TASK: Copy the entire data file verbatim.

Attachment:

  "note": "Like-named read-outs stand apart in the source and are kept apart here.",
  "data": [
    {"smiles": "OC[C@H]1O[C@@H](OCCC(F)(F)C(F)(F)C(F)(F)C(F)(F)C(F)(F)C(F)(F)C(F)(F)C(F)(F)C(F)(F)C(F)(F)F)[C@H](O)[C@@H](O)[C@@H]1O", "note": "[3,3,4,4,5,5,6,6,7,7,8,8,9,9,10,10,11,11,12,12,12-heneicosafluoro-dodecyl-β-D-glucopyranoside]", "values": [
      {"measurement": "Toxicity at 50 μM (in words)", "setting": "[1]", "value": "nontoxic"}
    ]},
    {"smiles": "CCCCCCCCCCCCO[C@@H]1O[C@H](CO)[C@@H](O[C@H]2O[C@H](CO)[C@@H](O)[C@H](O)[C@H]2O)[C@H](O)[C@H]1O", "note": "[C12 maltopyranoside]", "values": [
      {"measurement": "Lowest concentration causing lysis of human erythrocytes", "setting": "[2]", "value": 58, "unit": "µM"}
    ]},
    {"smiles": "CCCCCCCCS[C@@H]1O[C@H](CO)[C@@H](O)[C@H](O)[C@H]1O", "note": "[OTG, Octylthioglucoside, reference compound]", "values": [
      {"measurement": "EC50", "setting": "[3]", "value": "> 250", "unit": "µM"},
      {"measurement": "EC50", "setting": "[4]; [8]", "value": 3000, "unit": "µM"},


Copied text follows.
  "note": "Like-named read-outs stand apart in the source and are kept apart here.",
  "data": [
    {"smiles": "OC[C@H]1O[C@@H](OCCC(F)(F)C(F)(F)C(F)(F)C(F)(F)C(F)(F)C(F)(F)C(F)(F)C(F)(F)C(F)(F)C(F)(F)F)[C@H](O)[C@@H](O)[C@@H]1O", "note": "[3,3,4,4,5,5,6,6,7,7,8,8,9,9,10,10,11,11,12,12,12-heneicosafluoro-dodecyl-β-D-glucopyranoside]", "values": [
      {"measurement": "Toxicity at 50 μM (in words)", "setting": "[1]", "value": "nontoxic"}
    ]},
    {"smiles": "CCCCCCCCCCCCO[C@@H]1O[C@H](CO)[C@@H](O[C@H]2O[C@H](CO)[C@@H](O)[C@H](O)[C@H]2O)[C@H](O)[C@H]1O", "note": "[C12 maltopyranoside]", "values": [
      {"measurement": "Lowest concentration causing lysis of human erythrocytes", "setting": "[2]", "value": 58, "unit": "µM"}
    ]},
    {"smiles": "CCCCCCCCS[C@@H]1O[C@H](CO)[C@@H](O)[C@H](O)[C@H]1O", "note": "[OTG, Octylthioglucoside, reference compound]", "values": [
      {"measurement": "EC50", "setting": "[3]", "value": "> 250", "unit": "µM"},
      {"measurement": "EC50", "setting": "[4]; [8]", "value": 3000, "unit": "µM"},